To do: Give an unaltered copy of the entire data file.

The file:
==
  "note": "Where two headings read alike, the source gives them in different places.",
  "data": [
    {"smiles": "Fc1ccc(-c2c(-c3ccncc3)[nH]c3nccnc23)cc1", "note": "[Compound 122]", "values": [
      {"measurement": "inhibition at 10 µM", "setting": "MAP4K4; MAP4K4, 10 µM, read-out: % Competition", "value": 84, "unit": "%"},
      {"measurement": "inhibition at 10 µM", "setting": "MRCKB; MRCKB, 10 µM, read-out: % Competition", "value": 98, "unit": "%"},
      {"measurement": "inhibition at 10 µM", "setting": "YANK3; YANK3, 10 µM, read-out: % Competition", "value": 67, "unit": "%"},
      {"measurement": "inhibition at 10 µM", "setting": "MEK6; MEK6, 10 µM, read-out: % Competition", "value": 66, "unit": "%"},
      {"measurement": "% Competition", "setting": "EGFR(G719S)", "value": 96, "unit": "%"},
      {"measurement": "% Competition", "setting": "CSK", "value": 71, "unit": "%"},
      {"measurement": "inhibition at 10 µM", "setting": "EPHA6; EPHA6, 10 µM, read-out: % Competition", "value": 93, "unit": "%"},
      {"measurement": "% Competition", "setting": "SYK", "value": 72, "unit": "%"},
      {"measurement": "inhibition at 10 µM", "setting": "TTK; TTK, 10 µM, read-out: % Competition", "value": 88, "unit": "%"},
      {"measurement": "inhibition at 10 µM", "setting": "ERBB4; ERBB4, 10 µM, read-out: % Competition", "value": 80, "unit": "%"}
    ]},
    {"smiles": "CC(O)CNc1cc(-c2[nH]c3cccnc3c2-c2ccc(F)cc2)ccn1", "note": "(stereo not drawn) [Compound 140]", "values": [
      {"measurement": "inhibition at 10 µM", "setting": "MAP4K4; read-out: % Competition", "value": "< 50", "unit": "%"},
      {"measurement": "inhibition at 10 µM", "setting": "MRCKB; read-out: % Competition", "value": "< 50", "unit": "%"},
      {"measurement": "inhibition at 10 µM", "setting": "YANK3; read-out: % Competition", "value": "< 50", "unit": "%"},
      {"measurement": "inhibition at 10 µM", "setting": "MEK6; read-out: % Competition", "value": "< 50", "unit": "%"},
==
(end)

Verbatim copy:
  "note": "Where two headings read alike, the source gives them in different places.",
  "data": [
    {"smiles": "Fc1ccc(-c2c(-c3ccncc3)[nH]c3nccnc23)cc1", "note": "[Compound 122]", "values": [
      {"measurement": "inhibition at 10 µM", "setting": "MAP4K4; MAP4K4, 10 µM, read-out: % Competition", "value": 84, "unit": "%"},
      {"measurement": "inhibition at 10 µM", "setting": "MRCKB; MRCKB, 10 µM, read-out: % Competition", "value": 98, "unit": "%"},
      {"measurement": "inhibition at 10 µM", "setting": "YANK3; YANK3, 10 µM, read-out: % Competition", "value": 67, "unit": "%"},
      {"measurement": "inhibition at 10 µM", "setting": "MEK6; MEK6, 10 µM, read-out: % Competition", "value": 66, "unit": "%"},
      {"measurement": "% Competition", "setting": "EGFR(G719S)", "value": 96, "unit": "%"},
      {"measurement": "% Competition", "setting": "CSK", "value": 71, "unit": "%"},
      {"measurement": "inhibition at 10 µM", "setting": "EPHA6; EPHA6, 10 µM, read-out: % Competition", "value": 93, "unit": "%"},
      {"measurement": "% Competition", "setting": "SYK", "value": 72, "unit": "%"},
      {"measurement": "inhibition at 10 µM", "setting": "TTK; TTK, 10 µM, read-out: % Competition", "value": 88, "unit": "%"},
      {"measurement": "inhibition at 10 µM", "setting": "ERBB4; ERBB4, 10 µM, read-out: % Competition", "value": 80, "unit": "%"}
    ]},
    {"smiles": "CC(O)CNc1cc(-c2[nH]c3cccnc3c2-c2ccc(F)cc2)ccn1", "note": "(stereo not drawn) [Compound 140]", "values": [
      {"measurement": "inhibition at 10 µM", "setting": "MAP4K4; read-out: % Competition", "value": "< 50", "unit": "%"},
      {"measurement": "inhibition at 10 µM", "setting": "MRCKB; read-out: % Competition", "value": "< 50", "unit": "%"},
      {"measurement": "inhibition at 10 µM", "setting": "YANK3; read-out: % Competition", "value": "< 50", "unit": "%"},
      {"measurement": "inhibition at 10 µM", "setting": "MEK6; read-out: % Competition", "value": "< 50", "unit": "%"},